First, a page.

(You know, to "Lord of the Rings." And Joss Whedon's "Firefly.")
George Lucas did not "ruin my childhood," as the Internet is fond of shrieking. What George Lucas did was cater to a market as his core audience gained discretionary income. I bought in until he made so many creative choices I totally disagreed with that I finally became my own man, in a cultural-consumer sense.
I was 35 in 2005, when the final "Star Wars" prequel, "Revenge of the Sith," came out. I like "Sith" alone among the prequels, because it's clearly the only one George Lucas actually wanted to make, and because it's actually about something -- useless wars, the death of democracy, and the crumbling of the body. All things that were frankly starting to worry me at 35.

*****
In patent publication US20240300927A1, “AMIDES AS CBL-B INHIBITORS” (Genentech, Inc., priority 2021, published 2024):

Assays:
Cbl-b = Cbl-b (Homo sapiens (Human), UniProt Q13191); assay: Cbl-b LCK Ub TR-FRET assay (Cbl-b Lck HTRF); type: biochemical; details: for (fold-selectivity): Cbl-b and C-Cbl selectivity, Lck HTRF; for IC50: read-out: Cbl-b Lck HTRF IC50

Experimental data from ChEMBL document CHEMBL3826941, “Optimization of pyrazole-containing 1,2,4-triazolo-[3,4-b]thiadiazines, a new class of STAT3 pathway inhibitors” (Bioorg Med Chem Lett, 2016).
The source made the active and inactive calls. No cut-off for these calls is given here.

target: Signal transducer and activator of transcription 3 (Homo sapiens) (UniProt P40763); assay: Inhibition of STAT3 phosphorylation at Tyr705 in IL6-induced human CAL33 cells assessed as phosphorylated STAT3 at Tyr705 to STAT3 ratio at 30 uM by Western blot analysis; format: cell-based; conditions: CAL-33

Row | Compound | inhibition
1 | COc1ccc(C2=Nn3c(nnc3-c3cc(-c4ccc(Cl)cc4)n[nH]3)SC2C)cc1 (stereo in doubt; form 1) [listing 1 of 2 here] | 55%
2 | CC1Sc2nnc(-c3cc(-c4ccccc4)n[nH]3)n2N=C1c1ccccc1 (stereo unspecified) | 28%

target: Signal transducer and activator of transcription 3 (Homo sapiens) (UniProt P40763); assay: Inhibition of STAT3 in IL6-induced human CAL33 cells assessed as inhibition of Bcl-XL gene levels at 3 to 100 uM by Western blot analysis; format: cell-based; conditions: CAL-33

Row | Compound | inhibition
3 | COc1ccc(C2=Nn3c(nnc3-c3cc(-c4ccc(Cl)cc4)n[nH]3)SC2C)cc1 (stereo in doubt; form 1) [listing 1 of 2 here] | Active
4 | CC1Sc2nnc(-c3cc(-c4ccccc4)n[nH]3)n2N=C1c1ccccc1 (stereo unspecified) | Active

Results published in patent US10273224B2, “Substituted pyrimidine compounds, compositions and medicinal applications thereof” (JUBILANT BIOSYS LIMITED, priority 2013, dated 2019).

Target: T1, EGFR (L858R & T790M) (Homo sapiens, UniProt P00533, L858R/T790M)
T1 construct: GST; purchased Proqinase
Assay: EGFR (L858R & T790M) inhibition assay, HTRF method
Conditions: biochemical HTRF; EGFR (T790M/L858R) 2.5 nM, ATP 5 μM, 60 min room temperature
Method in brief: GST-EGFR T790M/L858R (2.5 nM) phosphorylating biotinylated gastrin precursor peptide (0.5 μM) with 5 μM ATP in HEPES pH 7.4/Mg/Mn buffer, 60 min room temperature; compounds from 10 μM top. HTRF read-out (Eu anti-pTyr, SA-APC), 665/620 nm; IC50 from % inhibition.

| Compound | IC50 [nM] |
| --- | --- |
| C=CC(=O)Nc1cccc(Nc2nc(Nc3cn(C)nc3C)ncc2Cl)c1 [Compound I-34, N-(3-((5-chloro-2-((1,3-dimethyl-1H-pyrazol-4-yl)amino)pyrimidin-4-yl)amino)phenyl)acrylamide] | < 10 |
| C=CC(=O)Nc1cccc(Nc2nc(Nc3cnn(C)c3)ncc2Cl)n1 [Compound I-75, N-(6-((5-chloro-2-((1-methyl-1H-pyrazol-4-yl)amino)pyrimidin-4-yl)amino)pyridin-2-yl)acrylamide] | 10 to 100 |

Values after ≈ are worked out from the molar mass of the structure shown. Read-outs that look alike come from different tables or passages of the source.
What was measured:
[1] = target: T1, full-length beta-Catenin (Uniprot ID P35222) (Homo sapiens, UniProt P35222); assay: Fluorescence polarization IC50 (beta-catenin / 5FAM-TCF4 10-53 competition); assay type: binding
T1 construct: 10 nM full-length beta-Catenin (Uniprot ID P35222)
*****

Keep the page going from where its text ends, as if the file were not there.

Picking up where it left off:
Now I'm 42, and my worries are realities. George Lucas produces a "Clone Wars" cartoon aimed at kids. I don't watch it. It's not made for me. Mostly I enjoy watching the original "Star Wars" icons get folded into kitschy new shapes by our Web-fueled remix culture.
That is, of course, the beginning of middle-aged nostalgia.
So where does it go from here? Let's suppose my life is the geek equivalent of Shakespeare's Seven Ages of Man. If so: What are my "lean and slipper'd pantaloon" and "second childishness" phases? Am I sitting in an old folks' home at 70, ranting about midichlorians?
Oh, hell, who am I kidding. After spending this much time sitting on my ass consuming "Star Wars," there's no way I make it to 70.